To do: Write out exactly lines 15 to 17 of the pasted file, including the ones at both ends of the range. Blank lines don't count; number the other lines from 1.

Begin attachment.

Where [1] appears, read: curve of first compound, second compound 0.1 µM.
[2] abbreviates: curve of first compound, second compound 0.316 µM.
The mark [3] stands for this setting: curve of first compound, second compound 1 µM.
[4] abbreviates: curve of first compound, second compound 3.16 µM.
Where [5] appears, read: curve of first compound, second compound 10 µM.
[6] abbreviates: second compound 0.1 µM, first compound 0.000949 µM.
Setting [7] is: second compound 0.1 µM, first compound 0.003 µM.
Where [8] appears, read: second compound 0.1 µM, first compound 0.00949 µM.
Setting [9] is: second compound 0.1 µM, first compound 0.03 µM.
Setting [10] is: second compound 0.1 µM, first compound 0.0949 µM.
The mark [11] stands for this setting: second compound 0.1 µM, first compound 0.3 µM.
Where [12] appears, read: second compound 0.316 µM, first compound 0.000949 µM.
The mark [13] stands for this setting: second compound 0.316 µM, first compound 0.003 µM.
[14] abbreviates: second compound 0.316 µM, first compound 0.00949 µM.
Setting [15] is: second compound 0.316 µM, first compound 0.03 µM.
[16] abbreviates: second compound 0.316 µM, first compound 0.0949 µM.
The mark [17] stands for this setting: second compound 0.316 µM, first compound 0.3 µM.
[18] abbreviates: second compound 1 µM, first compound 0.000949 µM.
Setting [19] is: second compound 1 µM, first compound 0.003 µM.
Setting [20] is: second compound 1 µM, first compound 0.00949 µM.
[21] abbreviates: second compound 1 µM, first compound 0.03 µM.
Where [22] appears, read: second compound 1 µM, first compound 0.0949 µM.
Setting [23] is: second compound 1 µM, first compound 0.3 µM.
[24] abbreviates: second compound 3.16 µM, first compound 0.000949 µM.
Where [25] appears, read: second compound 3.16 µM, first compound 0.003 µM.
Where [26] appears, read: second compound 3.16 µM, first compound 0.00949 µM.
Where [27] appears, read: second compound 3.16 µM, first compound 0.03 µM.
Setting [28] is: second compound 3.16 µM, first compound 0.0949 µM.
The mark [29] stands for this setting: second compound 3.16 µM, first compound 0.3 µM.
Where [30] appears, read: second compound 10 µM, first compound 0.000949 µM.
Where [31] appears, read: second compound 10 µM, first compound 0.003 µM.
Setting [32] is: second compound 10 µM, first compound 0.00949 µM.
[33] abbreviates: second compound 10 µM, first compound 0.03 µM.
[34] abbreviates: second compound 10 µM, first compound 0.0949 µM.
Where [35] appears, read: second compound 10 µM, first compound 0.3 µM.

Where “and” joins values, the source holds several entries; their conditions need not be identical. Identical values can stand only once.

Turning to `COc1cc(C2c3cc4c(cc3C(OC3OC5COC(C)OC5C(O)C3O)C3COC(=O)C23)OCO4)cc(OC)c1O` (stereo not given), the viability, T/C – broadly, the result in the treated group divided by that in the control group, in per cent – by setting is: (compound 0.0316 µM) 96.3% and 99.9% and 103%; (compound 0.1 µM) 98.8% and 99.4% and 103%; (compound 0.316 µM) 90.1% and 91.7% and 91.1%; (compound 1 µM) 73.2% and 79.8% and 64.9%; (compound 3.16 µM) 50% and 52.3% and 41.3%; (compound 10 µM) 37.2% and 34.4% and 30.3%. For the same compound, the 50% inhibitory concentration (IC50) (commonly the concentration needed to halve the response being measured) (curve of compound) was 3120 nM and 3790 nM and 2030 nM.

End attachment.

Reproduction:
Setting [15] is: second compound 0.316 µM, first compound 0.03 µM.
[16] abbreviates: second compound 0.316 µM, first compound 0.0949 µM.
The mark [17] stands for this setting: second compound 0.316 µM, first compound 0.3 µM.